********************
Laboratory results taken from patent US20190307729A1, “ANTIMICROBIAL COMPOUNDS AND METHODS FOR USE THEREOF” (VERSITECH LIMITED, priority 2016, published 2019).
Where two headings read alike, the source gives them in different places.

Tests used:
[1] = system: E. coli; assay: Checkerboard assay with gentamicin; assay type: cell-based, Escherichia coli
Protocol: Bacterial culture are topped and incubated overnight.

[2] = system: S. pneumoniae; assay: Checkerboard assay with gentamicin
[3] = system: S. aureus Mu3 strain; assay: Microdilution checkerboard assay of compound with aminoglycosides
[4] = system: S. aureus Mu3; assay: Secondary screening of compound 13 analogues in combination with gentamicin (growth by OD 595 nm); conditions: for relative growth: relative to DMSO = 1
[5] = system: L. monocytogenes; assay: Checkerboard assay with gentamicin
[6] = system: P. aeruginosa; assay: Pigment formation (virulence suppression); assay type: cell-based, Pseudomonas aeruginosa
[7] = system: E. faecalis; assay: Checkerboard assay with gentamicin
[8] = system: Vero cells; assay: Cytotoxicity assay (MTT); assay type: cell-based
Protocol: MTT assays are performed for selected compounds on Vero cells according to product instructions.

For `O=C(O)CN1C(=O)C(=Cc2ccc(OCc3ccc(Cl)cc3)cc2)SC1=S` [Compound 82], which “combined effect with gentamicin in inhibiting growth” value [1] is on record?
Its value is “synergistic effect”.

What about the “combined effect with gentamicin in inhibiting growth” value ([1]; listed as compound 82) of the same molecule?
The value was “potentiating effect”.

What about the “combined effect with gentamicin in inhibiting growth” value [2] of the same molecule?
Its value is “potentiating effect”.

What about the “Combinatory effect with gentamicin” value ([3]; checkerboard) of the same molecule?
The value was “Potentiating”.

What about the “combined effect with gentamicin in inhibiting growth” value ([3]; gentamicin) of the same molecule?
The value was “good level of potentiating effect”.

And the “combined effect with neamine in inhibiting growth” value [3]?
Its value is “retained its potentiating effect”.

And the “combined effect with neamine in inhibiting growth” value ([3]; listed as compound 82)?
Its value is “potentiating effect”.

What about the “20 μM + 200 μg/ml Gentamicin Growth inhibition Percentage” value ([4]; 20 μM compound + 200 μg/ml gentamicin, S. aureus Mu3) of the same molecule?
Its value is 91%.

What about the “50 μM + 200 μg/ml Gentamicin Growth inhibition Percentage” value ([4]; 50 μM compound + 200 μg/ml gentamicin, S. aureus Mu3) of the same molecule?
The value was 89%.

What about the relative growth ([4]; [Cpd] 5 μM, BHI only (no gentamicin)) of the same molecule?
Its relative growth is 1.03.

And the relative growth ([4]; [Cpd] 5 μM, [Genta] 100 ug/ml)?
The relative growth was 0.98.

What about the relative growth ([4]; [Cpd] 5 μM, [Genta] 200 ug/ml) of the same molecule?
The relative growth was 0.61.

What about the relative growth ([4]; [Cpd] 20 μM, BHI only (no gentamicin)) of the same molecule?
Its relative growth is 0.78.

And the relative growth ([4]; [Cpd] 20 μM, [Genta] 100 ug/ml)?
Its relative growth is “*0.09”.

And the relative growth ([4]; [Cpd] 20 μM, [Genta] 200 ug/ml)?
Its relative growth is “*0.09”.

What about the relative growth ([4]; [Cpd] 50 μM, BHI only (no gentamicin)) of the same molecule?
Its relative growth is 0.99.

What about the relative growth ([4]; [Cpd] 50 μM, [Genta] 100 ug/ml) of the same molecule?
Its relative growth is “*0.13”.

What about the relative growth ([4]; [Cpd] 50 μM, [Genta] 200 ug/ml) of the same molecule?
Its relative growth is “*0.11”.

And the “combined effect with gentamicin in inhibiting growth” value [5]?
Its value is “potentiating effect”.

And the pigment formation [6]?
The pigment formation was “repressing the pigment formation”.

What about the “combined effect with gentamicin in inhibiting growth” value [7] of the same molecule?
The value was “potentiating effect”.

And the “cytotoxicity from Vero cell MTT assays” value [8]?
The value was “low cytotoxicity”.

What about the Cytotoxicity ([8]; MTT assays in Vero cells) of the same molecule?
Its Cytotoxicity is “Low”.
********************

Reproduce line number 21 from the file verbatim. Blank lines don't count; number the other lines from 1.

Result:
The value was “Potentiating”.